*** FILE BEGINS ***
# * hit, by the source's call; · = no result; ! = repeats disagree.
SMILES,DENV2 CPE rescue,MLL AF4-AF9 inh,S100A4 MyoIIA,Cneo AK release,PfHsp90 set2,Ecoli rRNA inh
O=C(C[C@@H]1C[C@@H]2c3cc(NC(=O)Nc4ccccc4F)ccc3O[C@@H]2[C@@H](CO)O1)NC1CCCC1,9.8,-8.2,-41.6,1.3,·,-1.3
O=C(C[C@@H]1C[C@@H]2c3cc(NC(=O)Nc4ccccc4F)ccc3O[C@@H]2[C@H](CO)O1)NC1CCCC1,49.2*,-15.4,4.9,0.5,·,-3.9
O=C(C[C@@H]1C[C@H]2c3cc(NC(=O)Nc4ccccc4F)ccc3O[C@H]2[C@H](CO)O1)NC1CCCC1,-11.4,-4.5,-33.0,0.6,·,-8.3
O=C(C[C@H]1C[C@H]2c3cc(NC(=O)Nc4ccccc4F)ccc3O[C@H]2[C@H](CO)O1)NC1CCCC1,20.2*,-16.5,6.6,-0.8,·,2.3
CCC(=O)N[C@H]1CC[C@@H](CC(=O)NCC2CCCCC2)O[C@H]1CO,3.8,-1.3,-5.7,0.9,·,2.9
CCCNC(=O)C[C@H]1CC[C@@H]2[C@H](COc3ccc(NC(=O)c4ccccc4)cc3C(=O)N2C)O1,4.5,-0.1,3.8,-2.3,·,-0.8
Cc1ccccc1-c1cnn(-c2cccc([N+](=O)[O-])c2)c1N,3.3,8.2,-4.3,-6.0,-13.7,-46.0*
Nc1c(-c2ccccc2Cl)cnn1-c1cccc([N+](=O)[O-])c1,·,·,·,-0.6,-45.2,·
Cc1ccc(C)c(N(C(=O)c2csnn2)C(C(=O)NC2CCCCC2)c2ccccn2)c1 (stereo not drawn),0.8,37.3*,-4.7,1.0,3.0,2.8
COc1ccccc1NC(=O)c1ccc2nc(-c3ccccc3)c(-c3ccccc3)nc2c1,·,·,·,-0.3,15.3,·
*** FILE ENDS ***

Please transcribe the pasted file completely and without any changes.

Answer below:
# * hit, by the source's call; · = no result; ! = repeats disagree.
SMILES,DENV2 CPE rescue,MLL AF4-AF9 inh,S100A4 MyoIIA,Cneo AK release,PfHsp90 set2,Ecoli rRNA inh
O=C(C[C@@H]1C[C@@H]2c3cc(NC(=O)Nc4ccccc4F)ccc3O[C@@H]2[C@@H](CO)O1)NC1CCCC1,9.8,-8.2,-41.6,1.3,·,-1.3
O=C(C[C@@H]1C[C@@H]2c3cc(NC(=O)Nc4ccccc4F)ccc3O[C@@H]2[C@H](CO)O1)NC1CCCC1,49.2*,-15.4,4.9,0.5,·,-3.9
O=C(C[C@@H]1C[C@H]2c3cc(NC(=O)Nc4ccccc4F)ccc3O[C@H]2[C@H](CO)O1)NC1CCCC1,-11.4,-4.5,-33.0,0.6,·,-8.3
O=C(C[C@H]1C[C@H]2c3cc(NC(=O)Nc4ccccc4F)ccc3O[C@H]2[C@H](CO)O1)NC1CCCC1,20.2*,-16.5,6.6,-0.8,·,2.3
CCC(=O)N[C@H]1CC[C@@H](CC(=O)NCC2CCCCC2)O[C@H]1CO,3.8,-1.3,-5.7,0.9,·,2.9
CCCNC(=O)C[C@H]1CC[C@@H]2[C@H](COc3ccc(NC(=O)c4ccccc4)cc3C(=O)N2C)O1,4.5,-0.1,3.8,-2.3,·,-0.8
Cc1ccccc1-c1cnn(-c2cccc([N+](=O)[O-])c2)c1N,3.3,8.2,-4.3,-6.0,-13.7,-46.0*
Nc1c(-c2ccccc2Cl)cnn1-c1cccc([N+](=O)[O-])c1,·,·,·,-0.6,-45.2,·
Cc1ccc(C)c(N(C(=O)c2csnn2)C(C(=O)NC2CCCCC2)c2ccccn2)c1 (stereo not drawn),0.8,37.3*,-4.7,1.0,3.0,2.8
COc1ccccc1NC(=O)c1ccc2nc(-c3ccccc3)c(-c3ccccc3)nc2c1,·,·,·,-0.3,15.3,·